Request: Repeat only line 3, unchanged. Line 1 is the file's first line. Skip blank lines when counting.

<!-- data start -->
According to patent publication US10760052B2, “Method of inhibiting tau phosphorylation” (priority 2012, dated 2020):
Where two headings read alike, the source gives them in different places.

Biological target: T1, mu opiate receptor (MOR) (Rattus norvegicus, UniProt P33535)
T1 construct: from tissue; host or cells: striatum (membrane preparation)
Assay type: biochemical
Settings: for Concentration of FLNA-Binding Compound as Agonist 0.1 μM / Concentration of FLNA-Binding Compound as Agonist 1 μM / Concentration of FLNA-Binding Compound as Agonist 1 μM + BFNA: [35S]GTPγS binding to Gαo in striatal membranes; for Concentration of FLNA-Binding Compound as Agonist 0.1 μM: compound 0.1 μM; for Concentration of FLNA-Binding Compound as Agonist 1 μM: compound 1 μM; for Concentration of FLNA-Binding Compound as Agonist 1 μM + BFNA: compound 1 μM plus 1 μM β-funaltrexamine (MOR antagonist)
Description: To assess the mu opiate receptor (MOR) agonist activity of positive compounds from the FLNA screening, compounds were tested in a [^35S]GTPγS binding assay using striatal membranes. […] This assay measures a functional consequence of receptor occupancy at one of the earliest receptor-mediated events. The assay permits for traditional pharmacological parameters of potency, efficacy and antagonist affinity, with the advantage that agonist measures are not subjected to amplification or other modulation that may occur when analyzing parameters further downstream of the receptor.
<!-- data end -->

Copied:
Biological target: T1, mu opiate receptor (MOR) (Rattus norvegicus, UniProt P33535)